It’s best known for being the country’s most-visited National Park, so you might be quite surprised to discover that Great Smoky Mountains is also free to enter. However, plans are being floated to charge for parking starting in 2023.
6. Gates of the Arctic, Alaska
Seeking to get away from the crowds as well as the entrance fees? Gates of the Arctic in northern Alaska is the country’s least crowded National Park with under 3,000 visitors in 2020 and one of the most remote and rugged. The vast park lies entirely north of the Arctic Circle and the landscape there is truly untouched, without even roads or trails to explore the glacier-carved valleys where caribou roam and the sun never sets in summer. Just getting to the park, however, requires commitment as you need to either fly in or hike in.
Backpacking here requires strong wilderness skills, stamina and experience as you will be relying on compass readings and topographic maps to navigate and will often be hiking in stream beds and wildlife trails. It will, however, be a once in a lifetime backcountry hiking experience.
7. Congaree, South Carolina
Another quiet National Park lies down in South Carolina along the Congaree River. Congaree protects the largest portion of old-growth floodplain forest remaining in North America and the tallest trees in the eastern United States. The Boardwalk Loop Trail is the main hiking attraction, taking you on a raised wooden path through the swamp and diverse forest, but you can explore deeper into the backcountry with trails made for tree viewing and bird watching, all for free.
8. Cuyahoga, Ohio
Sandwiched between the urban centers of Cleveland and Akron, you might well be surprised to discover the natural oasis provided by Cuyahoga, which may not provide the grandeur of popular parks like Yosemite and Yellowstone, but certainly offers the best leaf peeping in the area within its dense forests, rolling hills and scenic waterfalls. There are 125 miles of hiking trails and you can enjoy them all free of charge.
9. New River Gorge, West Virginia
The New River is actually one of the oldest rivers on the continent, and through time has carved this deep gorge through the Appalachian Mountains that is home to rugged whitewater currents. The park is the country’s newest National Park and protects 53 miles of the river and its splendid canyon walls, high cliffs, dense forests and spectacular views that make a natural adventureland for hikers, rafters and bikers, all without paying to get in.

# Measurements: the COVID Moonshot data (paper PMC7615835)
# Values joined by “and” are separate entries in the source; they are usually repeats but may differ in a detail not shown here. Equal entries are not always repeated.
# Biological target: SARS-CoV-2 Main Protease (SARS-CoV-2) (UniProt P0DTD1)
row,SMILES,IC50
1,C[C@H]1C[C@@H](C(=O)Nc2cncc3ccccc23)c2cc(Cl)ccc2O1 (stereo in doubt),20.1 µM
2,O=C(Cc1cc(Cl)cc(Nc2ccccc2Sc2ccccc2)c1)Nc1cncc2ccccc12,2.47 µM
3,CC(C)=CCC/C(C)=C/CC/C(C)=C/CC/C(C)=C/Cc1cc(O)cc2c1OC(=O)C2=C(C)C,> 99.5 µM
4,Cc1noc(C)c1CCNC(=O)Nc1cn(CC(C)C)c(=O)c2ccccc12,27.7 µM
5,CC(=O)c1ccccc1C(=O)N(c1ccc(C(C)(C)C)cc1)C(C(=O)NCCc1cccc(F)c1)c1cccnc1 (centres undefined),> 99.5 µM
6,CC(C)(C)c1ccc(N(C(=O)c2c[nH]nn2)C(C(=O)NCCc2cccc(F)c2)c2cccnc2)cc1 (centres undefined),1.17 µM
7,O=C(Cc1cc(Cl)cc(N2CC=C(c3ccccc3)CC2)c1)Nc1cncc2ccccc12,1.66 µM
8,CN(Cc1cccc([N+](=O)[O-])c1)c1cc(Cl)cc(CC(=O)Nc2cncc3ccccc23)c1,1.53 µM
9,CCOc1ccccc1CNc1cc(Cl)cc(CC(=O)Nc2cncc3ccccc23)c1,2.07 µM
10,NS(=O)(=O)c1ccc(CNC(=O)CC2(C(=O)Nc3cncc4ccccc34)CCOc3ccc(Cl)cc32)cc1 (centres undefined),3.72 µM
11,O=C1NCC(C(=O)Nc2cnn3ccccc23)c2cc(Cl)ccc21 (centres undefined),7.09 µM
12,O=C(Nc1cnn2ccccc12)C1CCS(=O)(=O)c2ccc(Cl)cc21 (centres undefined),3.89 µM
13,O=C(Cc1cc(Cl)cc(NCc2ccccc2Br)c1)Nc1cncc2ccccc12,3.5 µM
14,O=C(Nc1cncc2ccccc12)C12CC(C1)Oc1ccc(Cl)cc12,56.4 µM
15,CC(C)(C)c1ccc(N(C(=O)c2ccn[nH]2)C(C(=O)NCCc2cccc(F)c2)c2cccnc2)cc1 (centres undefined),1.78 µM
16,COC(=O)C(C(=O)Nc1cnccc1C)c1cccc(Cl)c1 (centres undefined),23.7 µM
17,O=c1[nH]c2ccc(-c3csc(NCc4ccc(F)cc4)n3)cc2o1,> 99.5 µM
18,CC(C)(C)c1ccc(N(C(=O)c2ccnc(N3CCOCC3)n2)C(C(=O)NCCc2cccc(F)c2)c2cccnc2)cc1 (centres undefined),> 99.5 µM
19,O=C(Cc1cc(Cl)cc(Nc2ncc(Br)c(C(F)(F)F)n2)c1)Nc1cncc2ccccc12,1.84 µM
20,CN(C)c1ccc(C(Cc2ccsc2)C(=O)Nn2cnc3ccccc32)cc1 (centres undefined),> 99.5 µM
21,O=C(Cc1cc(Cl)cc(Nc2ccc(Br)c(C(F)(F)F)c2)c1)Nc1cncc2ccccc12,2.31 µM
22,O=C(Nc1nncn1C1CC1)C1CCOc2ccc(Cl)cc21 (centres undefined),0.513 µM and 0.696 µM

10. Voyageurs, Minnesota
Voyageurs protects four tranquil takes up in northern Minnesota near the Canadian border and while it’s most popular for water sports, its hiking trails range from five day backcountry thru-hikes to short day strolls where you can admire rocky ridges and wetlands.
Depending on the time of year, you’ll need a boat, kayak, pair of cross country skis or snowmobile to reach most of it, so you might pay for transportation but once you arrive, there’s no entrance fee to explore.
Julia Clarke is a staff writer for Advnture.com and the author of the book Restorative Yoga for Beginners. She loves to explore mountains on foot, bike, skis and belay and then recover on the the yoga mat. Julia graduated with a degree in journalism in 2004 and spent eight years working as a radio presenter in Kansas City, Vermont, Boston and New York City before discovering the joys of the Rocky Mountains. She then detoured west to Colorado and enjoyed 11 years teaching yoga in Vail before returning to her hometown of Glasgow, Scotland in 2020 to focus on family and writing.